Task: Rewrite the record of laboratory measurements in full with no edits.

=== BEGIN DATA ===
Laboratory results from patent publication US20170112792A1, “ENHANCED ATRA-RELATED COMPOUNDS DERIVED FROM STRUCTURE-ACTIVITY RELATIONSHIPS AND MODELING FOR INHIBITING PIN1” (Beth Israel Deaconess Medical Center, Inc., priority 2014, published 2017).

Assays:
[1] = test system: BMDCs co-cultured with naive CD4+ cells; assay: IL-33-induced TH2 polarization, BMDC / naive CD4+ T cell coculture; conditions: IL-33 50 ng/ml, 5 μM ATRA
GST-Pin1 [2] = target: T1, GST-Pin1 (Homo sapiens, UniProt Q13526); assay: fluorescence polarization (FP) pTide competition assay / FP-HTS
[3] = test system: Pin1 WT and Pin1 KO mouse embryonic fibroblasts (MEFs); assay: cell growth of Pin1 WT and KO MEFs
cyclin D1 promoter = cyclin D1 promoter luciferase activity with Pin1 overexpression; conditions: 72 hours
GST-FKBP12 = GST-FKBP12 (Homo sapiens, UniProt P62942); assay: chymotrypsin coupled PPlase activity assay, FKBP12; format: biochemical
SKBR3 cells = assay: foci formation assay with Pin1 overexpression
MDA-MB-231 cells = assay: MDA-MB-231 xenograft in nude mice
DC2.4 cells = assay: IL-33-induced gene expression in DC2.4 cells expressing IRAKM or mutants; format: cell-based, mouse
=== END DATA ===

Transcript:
Laboratory results from patent publication US20170112792A1, “ENHANCED ATRA-RELATED COMPOUNDS DERIVED FROM STRUCTURE-ACTIVITY RELATIONSHIPS AND MODELING FOR INHIBITING PIN1” (Beth Israel Deaconess Medical Center, Inc., priority 2014, published 2017).

Assays:
[1] = test system: BMDCs co-cultured with naive CD4+ cells; assay: IL-33-induced TH2 polarization, BMDC / naive CD4+ T cell coculture; conditions: IL-33 50 ng/ml, 5 μM ATRA
GST-Pin1 [2] = target: T1, GST-Pin1 (Homo sapiens, UniProt Q13526); assay: fluorescence polarization (FP) pTide competition assay / FP-HTS
[3] = test system: Pin1 WT and Pin1 KO mouse embryonic fibroblasts (MEFs); assay: cell growth of Pin1 WT and KO MEFs
cyclin D1 promoter = cyclin D1 promoter luciferase activity with Pin1 overexpression; conditions: 72 hours
GST-FKBP12 = GST-FKBP12 (Homo sapiens, UniProt P62942); assay: chymotrypsin coupled PPlase activity assay, FKBP12; format: biochemical
SKBR3 cells = assay: foci formation assay with Pin1 overexpression
MDA-MB-231 cells = assay: MDA-MB-231 xenograft in nude mice
DC2.4 cells = assay: IL-33-induced gene expression in DC2.4 cells expressing IRAKM or mutants; format: cell-based, mouse